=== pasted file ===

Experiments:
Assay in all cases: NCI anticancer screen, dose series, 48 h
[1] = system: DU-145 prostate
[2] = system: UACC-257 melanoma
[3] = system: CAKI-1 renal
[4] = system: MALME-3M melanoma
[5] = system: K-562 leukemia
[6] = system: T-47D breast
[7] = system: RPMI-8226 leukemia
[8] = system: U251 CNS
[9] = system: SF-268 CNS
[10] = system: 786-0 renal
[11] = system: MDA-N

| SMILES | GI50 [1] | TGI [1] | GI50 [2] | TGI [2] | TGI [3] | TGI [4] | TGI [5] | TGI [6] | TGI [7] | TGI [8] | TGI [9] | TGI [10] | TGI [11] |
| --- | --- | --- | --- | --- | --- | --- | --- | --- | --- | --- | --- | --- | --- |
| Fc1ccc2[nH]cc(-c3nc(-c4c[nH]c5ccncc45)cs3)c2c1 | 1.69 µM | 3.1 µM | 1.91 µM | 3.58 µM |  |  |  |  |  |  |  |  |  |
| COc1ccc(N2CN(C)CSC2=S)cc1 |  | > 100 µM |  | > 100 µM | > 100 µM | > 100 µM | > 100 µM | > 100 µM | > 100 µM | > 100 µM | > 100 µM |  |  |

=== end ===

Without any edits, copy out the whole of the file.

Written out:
Experiments:
Assay in all cases: NCI anticancer screen, dose series, 48 h
[1] = system: DU-145 prostate
[2] = system: UACC-257 melanoma
[3] = system: CAKI-1 renal
[4] = system: MALME-3M melanoma
[5] = system: K-562 leukemia
[6] = system: T-47D breast
[7] = system: RPMI-8226 leukemia
[8] = system: U251 CNS
[9] = system: SF-268 CNS
[10] = system: 786-0 renal
[11] = system: MDA-N

| SMILES | GI50 [1] | TGI [1] | GI50 [2] | TGI [2] | TGI [3] | TGI [4] | TGI [5] | TGI [6] | TGI [7] | TGI [8] | TGI [9] | TGI [10] | TGI [11] |
| --- | --- | --- | --- | --- | --- | --- | --- | --- | --- | --- | --- | --- | --- |
| Fc1ccc2[nH]cc(-c3nc(-c4c[nH]c5ccncc45)cs3)c2c1 | 1.69 µM | 3.1 µM | 1.91 µM | 3.58 µM |  |  |  |  |  |  |  |  |  |
| COc1ccc(N2CN(C)CSC2=S)cc1 |  | > 100 µM |  | > 100 µM | > 100 µM | > 100 µM | > 100 µM | > 100 µM | > 100 µM | > 100 µM | > 100 µM |  |  |